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The Truth

about Forex
TRADING GUIDE

Contents
No Dealing Desk vs. Dealing Desks ...................................................................................................................... 2
1.

How does FXCM's No Dealing Desk (stp) service make money? ......................................................... 2

2. How do traditional dealing desks make money?...................................................................................... 2


3. Which trading strategies are ideal to execute at a traditional dealer? .................................................... 2
4. Which strategies are ideal to execute at a No Dealing Desk firm? .......................................................... 3
5. FXCM wants profitable clients. Why and how? ........................................................................................ 3
6. What is the maximum trade size with FXCM? .......................................................................................... 3
7. Entry order restrictions - My broker does not allow me to place my stop within 5 pips, do you guys do
this? .............................................................................................................................................................. 3
8. FXCM doesn't re-quote. Why? ................................................................................................................. 4
9. Aren't banks market makers too? ............................................................................................................ 4
10. Can banks see my orders? ...................................................................................................................... 5
11. My broker claims to offer No Dealing Desk execution, but I doubt that. How can I tell? ...................... 5
12. Why does my order hang?...................................................................................................................... 5
13. The chart clearly traded through my limit, but the trade did not execute, why does this happen? ..... 5
Trading News Events ............................................................................................................................................ 7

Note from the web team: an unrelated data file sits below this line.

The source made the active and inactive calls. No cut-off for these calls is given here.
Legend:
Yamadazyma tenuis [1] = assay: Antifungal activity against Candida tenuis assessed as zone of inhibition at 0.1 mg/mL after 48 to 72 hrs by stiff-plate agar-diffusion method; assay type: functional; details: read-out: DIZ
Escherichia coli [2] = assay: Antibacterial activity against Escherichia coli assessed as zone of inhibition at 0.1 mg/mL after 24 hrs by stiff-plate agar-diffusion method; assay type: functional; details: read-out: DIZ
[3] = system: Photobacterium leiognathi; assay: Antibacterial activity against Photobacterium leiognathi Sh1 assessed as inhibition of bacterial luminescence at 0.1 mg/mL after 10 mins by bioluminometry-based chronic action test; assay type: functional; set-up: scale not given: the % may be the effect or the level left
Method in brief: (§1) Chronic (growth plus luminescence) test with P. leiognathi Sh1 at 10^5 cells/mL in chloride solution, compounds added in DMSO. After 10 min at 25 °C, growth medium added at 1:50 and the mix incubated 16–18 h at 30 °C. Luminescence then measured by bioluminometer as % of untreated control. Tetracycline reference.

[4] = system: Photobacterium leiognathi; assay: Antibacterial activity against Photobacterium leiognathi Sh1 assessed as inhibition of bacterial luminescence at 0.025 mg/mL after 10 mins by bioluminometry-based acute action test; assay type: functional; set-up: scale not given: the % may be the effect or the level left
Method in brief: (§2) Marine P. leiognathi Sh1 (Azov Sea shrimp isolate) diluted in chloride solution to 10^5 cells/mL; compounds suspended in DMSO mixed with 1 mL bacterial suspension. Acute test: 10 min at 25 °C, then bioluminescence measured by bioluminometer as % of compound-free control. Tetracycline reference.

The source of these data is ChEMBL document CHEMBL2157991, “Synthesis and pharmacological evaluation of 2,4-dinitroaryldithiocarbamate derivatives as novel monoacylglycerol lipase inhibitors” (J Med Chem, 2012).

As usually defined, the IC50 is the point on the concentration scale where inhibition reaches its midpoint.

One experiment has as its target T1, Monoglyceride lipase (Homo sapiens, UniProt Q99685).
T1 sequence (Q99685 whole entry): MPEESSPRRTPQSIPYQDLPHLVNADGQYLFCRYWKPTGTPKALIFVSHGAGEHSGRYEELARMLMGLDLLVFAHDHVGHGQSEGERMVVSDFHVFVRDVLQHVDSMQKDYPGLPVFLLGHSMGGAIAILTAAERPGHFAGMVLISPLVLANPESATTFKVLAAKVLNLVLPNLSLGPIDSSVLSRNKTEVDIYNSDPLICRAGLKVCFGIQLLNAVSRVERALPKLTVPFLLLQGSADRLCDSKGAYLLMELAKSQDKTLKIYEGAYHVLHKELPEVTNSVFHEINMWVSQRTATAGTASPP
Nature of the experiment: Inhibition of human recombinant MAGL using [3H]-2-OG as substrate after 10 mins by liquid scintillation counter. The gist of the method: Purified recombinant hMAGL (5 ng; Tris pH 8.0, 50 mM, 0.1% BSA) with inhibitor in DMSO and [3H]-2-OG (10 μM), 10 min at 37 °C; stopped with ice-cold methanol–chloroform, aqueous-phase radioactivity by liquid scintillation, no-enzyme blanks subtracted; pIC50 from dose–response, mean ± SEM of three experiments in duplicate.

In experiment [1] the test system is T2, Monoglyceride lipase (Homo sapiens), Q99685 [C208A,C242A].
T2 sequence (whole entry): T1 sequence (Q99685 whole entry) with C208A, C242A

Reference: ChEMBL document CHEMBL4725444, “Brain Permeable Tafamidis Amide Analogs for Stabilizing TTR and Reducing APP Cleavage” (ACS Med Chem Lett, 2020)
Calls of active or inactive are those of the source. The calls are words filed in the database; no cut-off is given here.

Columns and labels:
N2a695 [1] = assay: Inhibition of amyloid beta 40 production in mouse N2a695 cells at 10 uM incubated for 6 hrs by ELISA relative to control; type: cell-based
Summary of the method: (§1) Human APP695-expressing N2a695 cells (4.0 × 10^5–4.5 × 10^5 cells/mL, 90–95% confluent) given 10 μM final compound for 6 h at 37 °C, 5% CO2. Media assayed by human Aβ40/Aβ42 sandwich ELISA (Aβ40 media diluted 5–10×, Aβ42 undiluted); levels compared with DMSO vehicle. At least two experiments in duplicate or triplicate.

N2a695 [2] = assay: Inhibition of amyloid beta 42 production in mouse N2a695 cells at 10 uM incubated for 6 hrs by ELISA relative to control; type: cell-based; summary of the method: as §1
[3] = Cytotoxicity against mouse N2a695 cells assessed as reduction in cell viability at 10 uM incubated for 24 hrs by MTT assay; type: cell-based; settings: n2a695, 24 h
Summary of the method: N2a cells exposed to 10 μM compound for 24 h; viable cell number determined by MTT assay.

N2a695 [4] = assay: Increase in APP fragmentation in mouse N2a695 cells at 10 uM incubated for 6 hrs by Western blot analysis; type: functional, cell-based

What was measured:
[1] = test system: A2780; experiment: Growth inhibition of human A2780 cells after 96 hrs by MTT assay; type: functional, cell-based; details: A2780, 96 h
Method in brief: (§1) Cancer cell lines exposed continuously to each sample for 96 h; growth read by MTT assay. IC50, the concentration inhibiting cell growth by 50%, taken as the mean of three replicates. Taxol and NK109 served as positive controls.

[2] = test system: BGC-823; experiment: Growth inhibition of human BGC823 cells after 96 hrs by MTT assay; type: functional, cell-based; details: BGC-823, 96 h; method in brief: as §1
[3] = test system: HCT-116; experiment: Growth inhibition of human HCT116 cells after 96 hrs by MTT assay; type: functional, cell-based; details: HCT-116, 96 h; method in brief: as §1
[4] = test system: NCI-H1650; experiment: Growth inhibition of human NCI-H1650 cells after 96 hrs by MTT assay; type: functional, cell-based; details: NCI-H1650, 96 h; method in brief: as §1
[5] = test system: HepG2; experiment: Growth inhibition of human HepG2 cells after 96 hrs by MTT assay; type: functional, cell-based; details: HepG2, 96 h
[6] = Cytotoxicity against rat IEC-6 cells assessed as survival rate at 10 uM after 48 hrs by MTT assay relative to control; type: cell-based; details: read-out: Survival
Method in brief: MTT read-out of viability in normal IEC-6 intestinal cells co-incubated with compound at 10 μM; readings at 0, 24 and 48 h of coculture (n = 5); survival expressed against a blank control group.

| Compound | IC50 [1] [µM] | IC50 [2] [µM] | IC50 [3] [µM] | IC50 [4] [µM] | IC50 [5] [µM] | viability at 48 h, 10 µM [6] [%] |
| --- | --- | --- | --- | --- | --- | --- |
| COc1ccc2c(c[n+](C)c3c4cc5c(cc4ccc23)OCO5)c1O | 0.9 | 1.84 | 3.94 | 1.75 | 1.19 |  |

1. Do you allow news trading without restrictions?..................................................................................... 7
2. Do you accept all EAs? .............................................................................................................................. 7
Spreads ................................................................................................................................................................. 8
1. Which is better: variable spreads or fixed spreads?................................................................................. 8
2. How do currencies differ in spreads and liquidity? .................................................................................. 8
3. Why do certain pairs have better spreads and liquidity than others? ..................................................... 8
Trading Strategies .............................................................................................................................................. 10
1. Are all currency pairs created equal and how does this affect my trading?* ........................................ 10
2. Which time zones are best for trading?* ............................................................................................... 11
3. Why does the Asian trading session present challenges?* .................................................................... 11
Slippage .............................................................................................................................................................. 12
1. Can I be slipped on trades? .................................................................................................................... 12
Why doesn't FXCM guarantee stops? ........................................................................................................ 12
Scalping............................................................................................................................................................... 13
1. Can I scalp on your platform? ................................................................................................................. 13

No Dealing Desk vs. Dealing Desks


1. How does FXCM's No Dealing Desk (stp) service make money?
FXCM makes an identical amount of money in the form of pip markups (which are really commissions)
regardless of whether the customer made or lost money on the account. FXCM receives prices from global
banks, financial institutions, and other market makers in the foreign exchange markets. A best bid/offer
engine sorts those prices and marks them up with our standard markup on the majors. This markup acts as
the commission on the trade. When a customer clicks on a price, they are actually clicking on a price from the
bank that currently has the best bid or offer, plus our markup. Given that we make money on a per trade
basis, we are motivated to encourage size and high frequency and it is why we offer extra incentives to
clients. It's also why we dedicate a lot of resources in trying to improve client profitability so they have the
money to stay around and trade in bigger sizes. We don't benefit from customer losses.
2. How do traditional dealing desks make money?
This subject generally invites much folkloremost of it untrue. But there are logical issues that customers
need to be aware of. Given the nature of retail forex order flow, there are two ways for retail dealers to make
money.

A. Take the other side of the order: If the customer buys EUR/USD, the dealer sells it to him and bets